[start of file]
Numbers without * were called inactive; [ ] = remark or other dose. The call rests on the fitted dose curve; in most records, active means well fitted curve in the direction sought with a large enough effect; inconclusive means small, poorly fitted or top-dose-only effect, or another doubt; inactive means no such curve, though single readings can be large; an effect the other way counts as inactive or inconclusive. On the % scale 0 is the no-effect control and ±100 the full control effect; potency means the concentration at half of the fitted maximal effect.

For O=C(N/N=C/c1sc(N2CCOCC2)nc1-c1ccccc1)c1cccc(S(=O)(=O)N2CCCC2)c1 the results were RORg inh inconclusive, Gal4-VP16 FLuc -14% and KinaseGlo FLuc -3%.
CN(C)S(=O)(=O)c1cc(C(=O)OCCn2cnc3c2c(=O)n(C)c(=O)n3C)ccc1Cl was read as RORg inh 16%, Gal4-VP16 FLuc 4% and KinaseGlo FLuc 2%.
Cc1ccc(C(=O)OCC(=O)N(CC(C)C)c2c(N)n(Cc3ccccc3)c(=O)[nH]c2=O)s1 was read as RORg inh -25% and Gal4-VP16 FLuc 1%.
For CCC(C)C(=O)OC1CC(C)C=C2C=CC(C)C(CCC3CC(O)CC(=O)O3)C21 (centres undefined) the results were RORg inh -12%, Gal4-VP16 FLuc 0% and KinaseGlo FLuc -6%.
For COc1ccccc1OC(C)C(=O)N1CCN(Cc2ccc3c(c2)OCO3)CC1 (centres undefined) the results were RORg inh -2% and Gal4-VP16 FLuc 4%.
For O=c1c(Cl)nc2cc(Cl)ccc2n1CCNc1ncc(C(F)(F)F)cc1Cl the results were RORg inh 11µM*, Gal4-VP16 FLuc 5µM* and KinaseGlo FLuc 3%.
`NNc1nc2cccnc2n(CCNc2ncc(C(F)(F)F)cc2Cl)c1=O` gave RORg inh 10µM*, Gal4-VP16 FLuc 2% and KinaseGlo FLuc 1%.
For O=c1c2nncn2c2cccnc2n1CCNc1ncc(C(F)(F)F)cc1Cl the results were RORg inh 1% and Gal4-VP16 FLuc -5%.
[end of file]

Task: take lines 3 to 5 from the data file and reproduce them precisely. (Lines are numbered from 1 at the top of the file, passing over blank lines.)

CN(C)S(=O)(=O)c1cc(C(=O)OCCn2cnc3c2c(=O)n(C)c(=O)n3C)ccc1Cl was read as RORg inh 16%, Gal4-VP16 FLuc 4% and KinaseGlo FLuc 2%.
Cc1ccc(C(=O)OCC(=O)N(CC(C)C)c2c(N)n(Cc3ccccc3)c(=O)[nH]c2=O)s1 was read as RORg inh -25% and Gal4-VP16 FLuc 1%.
For CCC(C)C(=O)OC1CC(C)C=C2C=CC(C)C(CCC3CC(O)CC(=O)O3)C21 (centres undefined) the results were RORg inh -12%, Gal4-VP16 FLuc 0% and KinaseGlo FLuc -6%.